On November 13, 2008, Buck was examined by Dr. Allison Schechter, Psy.D., at the request of the Social Security Administration ("SSA"). Dr. Schechter reviewed Dr. Kenderdine's report, a psychiatric evaluation done at Valley Cities, and Valley Cities' treatment notes. She also conducted an interview and a mental status evaluation. Dr. Schechter diagnosed Buck with ADHD (combined type, childhood onset), bipolar disordar (not otherwise specified), adult antisocial behavior, and methamphetamine and marijuana dependence (in remission per history). She assigned a Global Adult Functioning ("GAF") score of 60. Functionally, Dr. Schechter opined that Buck might have difficulty performing both simple and repetitive tasks, as well as detailed and complex tasks. In addition, Buck would easily become irritated and act out inappropriately when irritable. Overall, Buck's disorders would interfere with his ability to work consistently and on a regular schedule.

         In December 2008, Dr. Alex Fisher, Ph.D., performed a psychiatric review of Buck's file for the SSA. He diagnosed Buck with ADHD and bipolar disorder. He determined that Buck was only moderately functionally limited. Dr. Fisher's results were affirmed by Dr. Mary Gentile, Ph.D.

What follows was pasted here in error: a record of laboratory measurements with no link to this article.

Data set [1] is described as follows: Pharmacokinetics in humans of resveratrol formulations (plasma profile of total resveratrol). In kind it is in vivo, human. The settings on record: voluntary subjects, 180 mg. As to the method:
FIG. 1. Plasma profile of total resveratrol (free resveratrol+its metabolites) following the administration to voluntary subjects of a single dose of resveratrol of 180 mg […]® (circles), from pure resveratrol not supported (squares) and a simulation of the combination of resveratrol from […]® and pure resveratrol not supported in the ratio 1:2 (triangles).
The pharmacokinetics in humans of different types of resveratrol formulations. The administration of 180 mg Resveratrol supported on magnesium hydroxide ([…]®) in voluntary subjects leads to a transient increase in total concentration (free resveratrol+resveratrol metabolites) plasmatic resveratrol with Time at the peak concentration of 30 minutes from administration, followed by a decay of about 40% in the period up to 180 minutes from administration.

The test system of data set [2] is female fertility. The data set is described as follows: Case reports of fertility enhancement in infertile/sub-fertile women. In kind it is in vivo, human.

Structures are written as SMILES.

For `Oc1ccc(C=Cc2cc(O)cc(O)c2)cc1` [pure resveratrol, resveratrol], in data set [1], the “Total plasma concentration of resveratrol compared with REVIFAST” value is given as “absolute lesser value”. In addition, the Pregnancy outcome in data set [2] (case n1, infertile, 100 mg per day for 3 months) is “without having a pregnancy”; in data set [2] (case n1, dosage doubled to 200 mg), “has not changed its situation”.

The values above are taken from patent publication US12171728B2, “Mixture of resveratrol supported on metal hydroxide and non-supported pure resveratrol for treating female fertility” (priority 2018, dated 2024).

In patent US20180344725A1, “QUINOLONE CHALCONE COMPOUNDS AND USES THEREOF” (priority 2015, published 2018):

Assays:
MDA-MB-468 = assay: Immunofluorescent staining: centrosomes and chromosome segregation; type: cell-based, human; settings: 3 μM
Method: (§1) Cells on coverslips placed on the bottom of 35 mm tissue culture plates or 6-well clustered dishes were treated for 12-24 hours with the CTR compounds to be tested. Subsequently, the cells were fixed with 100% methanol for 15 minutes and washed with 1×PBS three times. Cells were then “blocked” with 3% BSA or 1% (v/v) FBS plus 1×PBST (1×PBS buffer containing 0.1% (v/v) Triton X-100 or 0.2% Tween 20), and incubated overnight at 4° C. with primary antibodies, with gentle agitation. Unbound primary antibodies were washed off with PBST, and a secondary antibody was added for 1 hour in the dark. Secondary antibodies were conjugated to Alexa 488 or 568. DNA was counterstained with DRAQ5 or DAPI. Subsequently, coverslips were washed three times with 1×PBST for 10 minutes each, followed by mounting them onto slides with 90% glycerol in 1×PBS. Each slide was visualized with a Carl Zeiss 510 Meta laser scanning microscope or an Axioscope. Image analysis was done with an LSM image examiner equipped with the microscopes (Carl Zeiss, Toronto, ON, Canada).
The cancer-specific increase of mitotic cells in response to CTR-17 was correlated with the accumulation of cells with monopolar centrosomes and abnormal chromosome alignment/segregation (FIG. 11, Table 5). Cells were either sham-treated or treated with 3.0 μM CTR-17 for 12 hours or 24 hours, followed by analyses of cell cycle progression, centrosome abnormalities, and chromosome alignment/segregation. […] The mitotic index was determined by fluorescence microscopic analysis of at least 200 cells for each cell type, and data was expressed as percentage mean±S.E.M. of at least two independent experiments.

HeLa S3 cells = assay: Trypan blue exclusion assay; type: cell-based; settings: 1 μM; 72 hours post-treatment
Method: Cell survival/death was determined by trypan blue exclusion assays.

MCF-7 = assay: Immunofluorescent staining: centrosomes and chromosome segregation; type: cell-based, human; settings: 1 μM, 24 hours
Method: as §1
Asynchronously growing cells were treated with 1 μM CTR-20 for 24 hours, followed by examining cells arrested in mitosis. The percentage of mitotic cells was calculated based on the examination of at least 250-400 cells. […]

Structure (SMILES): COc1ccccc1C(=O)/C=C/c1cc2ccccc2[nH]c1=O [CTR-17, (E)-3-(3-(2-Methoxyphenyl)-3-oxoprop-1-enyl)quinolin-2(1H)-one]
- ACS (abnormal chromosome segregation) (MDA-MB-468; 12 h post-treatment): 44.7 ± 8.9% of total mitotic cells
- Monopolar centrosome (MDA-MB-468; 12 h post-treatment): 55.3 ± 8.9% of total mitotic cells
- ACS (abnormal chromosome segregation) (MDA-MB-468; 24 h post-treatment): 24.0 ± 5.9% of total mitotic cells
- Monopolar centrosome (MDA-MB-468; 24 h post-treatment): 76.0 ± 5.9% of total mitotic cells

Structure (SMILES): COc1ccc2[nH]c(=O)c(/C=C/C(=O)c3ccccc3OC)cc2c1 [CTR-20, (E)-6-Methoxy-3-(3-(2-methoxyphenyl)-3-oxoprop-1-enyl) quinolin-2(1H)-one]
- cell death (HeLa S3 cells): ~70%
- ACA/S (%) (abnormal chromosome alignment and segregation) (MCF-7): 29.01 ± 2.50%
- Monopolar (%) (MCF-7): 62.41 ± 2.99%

This case has been heard by an Administrative Law Judge ("ALJ") twice. The first hearing was in September 2009. At that hearing, Dr. Arthur Lewy, Ph.D., testified as a medical expert. Dr. Lewy opined that Buck has only mild limitations in daily living and social function, and moderate limitations in concentration, persistence, and pace, and concluded that Buck could do simple, repetitive work. Dr. Lewy further opined that the Schechter report was not reliable because Dr. Schechter frequently qualified her conclusions with the word "may." In addition, he noted discrepancies between Dr. Schechter's notes and her conclusions. For example, she assessed a GAF score of 60, which implies only moderate symptoms, but her conclusions indicated severe symptoms.

          The ALJ denied Buck's claims for benefits. This denial was eventually appealed to the district court, which remanded the case to the ALJ. One of the reasons for the remand was that the ALJ improperly rejected Dr. Kenderdine's opinion.

         On April 30, 2009, Richard Hockett B.A. ("Hockett") performed an assessment of Buck at the request of the DSHS. He diagnosed Buck with bipolar I disorder and ADHD. He assessed marked functional limitations in ability to remember and follow simple or complex instructions, in the ability to exercise judgment and make decisions and to perform routine tasks. He also noted a moderate limitation on the ability to learn new tasks. Hockett wrote that Buck was severely impaired socially, unable to respond appropriately to and tolerate the pressures and expectations of a normal work setting, and markedly limited in the ability to relate appropriately to co-workers, supervisors, and the public.

         Buck did not obtain treatment between 2009 and 2011. When he went for treatment at Valley Cities in March 2011, he ...